According to trademark attorney Josh Gerben, the Tampa Bay Buccaneers are attempting to block the New Orleans Saints from trademarking the phrase “Saints Cheer Krewe,” which is the name of their cheer squad.
The Buccaneers claim they have long used the word “krewe” for various purposes, including their loyalty club, promotion of the team, marketing services, clothing, trading cards, posters and calendars, not to mention their original ring of honor at Tampa Stadium, which was founded in 1991.
The Saints, meanwhile, only applied for the trademark in December 2021, shortly before they announced they were renaming their cheer squad from the “Saintsations.” The Buccaneers believe this gives them priority to trademark the word “krewe.”
The word “krewe” – defined as a private organization or social club that stages balls, festivals or parades – is best known for its association with Mardi Gras celebrations in New Orleans. However, it is also used in other celebrations along the Gulf of Mexico.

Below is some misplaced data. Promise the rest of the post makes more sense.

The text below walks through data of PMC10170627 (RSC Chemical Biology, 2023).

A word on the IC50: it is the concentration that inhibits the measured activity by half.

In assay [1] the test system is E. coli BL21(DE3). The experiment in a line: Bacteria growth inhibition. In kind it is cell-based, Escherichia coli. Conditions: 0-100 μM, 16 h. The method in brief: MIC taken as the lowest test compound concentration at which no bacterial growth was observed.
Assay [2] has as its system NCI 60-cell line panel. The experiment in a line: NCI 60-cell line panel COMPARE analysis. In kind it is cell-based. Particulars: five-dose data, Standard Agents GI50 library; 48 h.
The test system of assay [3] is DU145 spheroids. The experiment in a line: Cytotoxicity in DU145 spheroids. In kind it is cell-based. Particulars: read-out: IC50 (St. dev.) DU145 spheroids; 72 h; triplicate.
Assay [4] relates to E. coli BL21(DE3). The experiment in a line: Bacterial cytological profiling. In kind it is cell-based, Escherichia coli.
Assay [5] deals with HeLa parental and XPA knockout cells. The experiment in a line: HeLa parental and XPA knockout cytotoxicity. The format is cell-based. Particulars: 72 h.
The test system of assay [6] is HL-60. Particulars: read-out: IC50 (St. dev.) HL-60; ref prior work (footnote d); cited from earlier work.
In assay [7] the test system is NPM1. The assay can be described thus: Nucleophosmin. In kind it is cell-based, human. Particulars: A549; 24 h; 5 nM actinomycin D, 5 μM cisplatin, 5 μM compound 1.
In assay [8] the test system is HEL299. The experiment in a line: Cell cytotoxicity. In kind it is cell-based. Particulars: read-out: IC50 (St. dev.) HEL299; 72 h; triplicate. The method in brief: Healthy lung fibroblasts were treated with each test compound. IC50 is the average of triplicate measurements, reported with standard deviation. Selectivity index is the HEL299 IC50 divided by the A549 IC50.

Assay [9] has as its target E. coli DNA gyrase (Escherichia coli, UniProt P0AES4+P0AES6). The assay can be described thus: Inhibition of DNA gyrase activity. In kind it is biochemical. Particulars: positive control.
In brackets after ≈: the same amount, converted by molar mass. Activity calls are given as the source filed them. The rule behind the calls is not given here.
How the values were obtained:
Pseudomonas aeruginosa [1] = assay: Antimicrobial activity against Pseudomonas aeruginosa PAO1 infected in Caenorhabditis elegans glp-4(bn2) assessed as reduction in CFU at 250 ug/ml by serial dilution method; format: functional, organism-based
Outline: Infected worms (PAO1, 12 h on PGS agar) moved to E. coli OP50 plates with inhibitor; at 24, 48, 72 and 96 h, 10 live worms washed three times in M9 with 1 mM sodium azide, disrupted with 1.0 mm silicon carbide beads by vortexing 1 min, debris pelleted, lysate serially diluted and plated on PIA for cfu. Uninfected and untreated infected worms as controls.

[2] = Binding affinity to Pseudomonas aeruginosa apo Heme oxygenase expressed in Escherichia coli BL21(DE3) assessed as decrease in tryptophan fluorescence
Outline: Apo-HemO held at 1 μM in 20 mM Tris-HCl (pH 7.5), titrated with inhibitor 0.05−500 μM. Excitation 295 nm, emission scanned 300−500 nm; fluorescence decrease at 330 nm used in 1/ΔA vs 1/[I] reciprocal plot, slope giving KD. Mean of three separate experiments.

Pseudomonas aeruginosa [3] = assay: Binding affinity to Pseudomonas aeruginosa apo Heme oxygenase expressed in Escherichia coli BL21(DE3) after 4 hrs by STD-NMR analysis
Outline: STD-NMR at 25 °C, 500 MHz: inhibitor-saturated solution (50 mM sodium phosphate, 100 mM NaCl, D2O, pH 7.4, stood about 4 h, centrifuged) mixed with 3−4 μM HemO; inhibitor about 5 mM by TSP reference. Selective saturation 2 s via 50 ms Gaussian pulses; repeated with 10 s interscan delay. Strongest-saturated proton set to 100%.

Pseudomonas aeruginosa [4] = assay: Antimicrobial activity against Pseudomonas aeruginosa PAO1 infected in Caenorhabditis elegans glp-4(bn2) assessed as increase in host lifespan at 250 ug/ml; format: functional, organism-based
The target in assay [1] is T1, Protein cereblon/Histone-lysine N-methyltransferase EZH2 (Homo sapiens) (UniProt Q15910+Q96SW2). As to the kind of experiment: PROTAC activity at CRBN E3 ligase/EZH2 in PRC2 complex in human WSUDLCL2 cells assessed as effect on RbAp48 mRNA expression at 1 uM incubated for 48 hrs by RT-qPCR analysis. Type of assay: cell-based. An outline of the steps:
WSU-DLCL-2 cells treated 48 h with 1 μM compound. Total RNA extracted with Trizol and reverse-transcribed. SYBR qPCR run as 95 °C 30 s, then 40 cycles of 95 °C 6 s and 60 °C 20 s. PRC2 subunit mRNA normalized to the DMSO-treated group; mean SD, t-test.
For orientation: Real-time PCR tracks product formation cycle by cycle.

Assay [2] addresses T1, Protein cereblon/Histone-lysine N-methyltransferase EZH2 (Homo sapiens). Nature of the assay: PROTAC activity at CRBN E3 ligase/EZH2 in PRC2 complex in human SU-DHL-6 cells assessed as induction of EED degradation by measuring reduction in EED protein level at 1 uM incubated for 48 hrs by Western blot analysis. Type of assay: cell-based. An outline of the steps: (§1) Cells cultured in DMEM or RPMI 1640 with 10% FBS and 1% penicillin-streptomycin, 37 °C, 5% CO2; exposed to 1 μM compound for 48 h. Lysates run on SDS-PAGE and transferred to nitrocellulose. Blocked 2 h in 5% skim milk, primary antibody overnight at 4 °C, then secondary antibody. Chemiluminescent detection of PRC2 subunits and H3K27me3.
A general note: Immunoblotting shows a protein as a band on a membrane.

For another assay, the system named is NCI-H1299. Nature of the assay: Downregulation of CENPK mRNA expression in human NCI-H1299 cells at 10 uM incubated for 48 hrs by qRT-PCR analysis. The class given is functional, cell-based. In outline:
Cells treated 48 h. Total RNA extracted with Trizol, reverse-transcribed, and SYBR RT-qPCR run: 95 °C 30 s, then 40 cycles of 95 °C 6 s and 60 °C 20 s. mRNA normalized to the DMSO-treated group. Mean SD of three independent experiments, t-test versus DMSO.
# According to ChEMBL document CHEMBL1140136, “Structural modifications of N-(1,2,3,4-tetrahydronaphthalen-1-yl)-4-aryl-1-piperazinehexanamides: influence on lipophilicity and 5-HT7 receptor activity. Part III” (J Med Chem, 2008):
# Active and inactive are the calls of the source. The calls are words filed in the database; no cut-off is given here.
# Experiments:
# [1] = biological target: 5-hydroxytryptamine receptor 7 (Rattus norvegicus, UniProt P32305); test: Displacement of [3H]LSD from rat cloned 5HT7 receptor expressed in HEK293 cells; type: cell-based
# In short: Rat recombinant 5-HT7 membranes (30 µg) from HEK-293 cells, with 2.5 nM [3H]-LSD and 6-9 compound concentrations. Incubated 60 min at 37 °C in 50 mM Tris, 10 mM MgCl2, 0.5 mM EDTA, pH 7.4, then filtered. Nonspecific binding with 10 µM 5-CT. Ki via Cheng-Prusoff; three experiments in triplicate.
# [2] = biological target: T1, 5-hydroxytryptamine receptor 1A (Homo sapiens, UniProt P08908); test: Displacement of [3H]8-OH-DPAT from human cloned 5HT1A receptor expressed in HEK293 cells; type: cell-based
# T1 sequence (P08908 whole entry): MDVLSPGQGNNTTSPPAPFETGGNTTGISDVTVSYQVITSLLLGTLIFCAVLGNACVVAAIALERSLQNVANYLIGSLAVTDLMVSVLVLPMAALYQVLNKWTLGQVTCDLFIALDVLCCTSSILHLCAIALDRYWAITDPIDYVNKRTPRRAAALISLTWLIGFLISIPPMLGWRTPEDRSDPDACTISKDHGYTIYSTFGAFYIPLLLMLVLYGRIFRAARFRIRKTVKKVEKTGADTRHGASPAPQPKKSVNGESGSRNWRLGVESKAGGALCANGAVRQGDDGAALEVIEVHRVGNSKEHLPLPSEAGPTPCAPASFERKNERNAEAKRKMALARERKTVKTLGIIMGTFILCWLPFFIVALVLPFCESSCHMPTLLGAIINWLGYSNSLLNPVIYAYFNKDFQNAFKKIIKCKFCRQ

That includes the Gasparilla Pirate Festival, an annual event held in Tampa since 1904 that honors apocryphal Spanish pirate Jose Gaspar, who allegedly terrorized the coast of Spanish Florida in the late 19th and early 20th century and is a popular figure in local folklore.
Founding owner Hugh F. Culverhouse obviously leaned into the pirate theme when he and local sportswriters selected the Buccaneers’ nickname over more than 400 other submissions for a name-the-team contest in 1975.
That said, it’s likely the Buccaneers are attempting to block the trademark to avoid any potential legal action from the Saints over their use of the word “krewe” in the future should the latter ultimately be granted the trademark. Gerben believes the teams could settle the matter out of court, however.